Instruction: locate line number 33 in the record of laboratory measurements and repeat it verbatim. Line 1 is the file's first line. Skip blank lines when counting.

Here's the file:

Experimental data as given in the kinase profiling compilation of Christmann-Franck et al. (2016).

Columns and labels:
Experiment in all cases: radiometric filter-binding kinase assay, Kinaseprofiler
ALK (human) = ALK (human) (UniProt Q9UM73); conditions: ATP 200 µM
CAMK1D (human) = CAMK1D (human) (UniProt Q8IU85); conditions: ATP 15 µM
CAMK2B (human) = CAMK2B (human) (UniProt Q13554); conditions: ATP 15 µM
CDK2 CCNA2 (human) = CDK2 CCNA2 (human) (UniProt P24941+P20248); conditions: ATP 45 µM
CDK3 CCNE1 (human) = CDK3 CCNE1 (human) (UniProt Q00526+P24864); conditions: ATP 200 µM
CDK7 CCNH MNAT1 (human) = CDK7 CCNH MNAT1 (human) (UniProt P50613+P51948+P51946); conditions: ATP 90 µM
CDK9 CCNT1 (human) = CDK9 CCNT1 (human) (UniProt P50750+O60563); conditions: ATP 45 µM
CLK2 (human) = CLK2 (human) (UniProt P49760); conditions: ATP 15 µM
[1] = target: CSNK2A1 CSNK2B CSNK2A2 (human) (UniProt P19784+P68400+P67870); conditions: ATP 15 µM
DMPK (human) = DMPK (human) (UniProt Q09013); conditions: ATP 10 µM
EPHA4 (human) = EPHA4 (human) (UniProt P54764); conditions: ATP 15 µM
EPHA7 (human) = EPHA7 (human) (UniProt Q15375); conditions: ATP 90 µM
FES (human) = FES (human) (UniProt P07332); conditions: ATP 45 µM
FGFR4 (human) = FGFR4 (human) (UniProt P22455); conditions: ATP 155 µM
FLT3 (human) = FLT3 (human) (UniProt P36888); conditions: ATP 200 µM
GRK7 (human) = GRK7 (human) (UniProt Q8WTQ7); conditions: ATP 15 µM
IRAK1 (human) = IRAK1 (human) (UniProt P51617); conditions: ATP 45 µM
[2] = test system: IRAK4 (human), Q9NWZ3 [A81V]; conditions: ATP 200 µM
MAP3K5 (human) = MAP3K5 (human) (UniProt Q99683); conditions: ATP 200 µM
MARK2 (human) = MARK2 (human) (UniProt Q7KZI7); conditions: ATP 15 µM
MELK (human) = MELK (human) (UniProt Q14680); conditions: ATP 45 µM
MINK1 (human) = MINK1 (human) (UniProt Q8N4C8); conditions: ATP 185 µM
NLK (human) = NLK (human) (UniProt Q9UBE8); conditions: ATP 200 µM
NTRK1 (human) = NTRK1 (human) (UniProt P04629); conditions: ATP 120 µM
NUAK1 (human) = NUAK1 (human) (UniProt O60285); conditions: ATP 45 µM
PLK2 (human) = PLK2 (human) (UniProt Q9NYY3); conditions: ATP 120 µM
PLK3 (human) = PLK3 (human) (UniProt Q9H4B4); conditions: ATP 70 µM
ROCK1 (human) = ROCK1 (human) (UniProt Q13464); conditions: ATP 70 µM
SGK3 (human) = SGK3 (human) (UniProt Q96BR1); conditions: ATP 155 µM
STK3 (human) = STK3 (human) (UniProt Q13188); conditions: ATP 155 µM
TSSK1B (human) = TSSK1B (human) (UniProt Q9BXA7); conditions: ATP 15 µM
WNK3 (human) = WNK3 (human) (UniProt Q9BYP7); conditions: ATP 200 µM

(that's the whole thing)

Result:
STK3 (human) = STK3 (human) (UniProt Q13188); conditions: ATP 155 µM